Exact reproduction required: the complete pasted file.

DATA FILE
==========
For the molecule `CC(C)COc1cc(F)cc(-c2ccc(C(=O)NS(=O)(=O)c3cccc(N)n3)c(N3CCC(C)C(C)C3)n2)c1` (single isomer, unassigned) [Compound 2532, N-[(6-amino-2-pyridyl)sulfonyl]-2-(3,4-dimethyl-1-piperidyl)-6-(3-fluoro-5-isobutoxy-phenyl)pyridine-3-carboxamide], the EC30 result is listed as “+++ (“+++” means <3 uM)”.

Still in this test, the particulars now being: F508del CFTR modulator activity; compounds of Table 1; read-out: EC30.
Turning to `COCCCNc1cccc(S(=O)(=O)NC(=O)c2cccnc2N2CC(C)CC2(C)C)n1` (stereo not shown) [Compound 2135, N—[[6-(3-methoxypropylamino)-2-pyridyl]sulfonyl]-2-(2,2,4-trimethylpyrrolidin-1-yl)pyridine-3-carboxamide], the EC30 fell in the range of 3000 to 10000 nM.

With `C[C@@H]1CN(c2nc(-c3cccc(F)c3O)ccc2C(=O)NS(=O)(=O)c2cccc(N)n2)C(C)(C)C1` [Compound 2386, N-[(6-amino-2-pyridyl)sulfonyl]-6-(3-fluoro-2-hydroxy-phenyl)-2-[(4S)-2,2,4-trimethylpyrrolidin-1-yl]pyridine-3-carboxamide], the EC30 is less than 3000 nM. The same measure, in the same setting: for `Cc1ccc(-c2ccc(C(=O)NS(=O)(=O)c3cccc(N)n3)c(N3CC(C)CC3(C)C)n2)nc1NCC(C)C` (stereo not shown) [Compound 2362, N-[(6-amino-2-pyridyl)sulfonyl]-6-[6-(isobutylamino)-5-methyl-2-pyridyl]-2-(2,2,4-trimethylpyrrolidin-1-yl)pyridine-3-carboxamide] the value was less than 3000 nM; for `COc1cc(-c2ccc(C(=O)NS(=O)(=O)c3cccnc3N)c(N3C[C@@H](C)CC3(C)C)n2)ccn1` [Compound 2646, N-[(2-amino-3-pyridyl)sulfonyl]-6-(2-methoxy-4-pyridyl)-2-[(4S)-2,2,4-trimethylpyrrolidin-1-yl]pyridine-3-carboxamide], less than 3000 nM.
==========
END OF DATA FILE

For the molecule `CC(C)COc1cc(F)cc(-c2ccc(C(=O)NS(=O)(=O)c3cccc(N)n3)c(N3CCC(C)C(C)C3)n2)c1` (single isomer, unassigned) [Compound 2532, N-[(6-amino-2-pyridyl)sulfonyl]-2-(3,4-dimethyl-1-piperidyl)-6-(3-fluoro-5-isobutoxy-phenyl)pyridine-3-carboxamide], the EC30 result is listed as “+++ (“+++” means <3 uM)”.

Still in this test, the particulars now being: F508del CFTR modulator activity; compounds of Table 1; read-out: EC30.
Turning to `COCCCNc1cccc(S(=O)(=O)NC(=O)c2cccnc2N2CC(C)CC2(C)C)n1` (stereo not shown) [Compound 2135, N—[[6-(3-methoxypropylamino)-2-pyridyl]sulfonyl]-2-(2,2,4-trimethylpyrrolidin-1-yl)pyridine-3-carboxamide], the EC30 fell in the range of 3000 to 10000 nM.

With `C[C@@H]1CN(c2nc(-c3cccc(F)c3O)ccc2C(=O)NS(=O)(=O)c2cccc(N)n2)C(C)(C)C1` [Compound 2386, N-[(6-amino-2-pyridyl)sulfonyl]-6-(3-fluoro-2-hydroxy-phenyl)-2-[(4S)-2,2,4-trimethylpyrrolidin-1-yl]pyridine-3-carboxamide], the EC30 is less than 3000 nM. The same measure, in the same setting: for `Cc1ccc(-c2ccc(C(=O)NS(=O)(=O)c3cccc(N)n3)c(N3CC(C)CC3(C)C)n2)nc1NCC(C)C` (stereo not shown) [Compound 2362, N-[(6-amino-2-pyridyl)sulfonyl]-6-[6-(isobutylamino)-5-methyl-2-pyridyl]-2-(2,2,4-trimethylpyrrolidin-1-yl)pyridine-3-carboxamide] the value was less than 3000 nM; for `COc1cc(-c2ccc(C(=O)NS(=O)(=O)c3cccnc3N)c(N3C[C@@H](C)CC3(C)C)n2)ccn1` [Compound 2646, N-[(2-amino-3-pyridyl)sulfonyl]-6-(2-methoxy-4-pyridyl)-2-[(4S)-2,2,4-trimethylpyrrolidin-1-yl]pyridine-3-carboxamide], less than 3000 nM.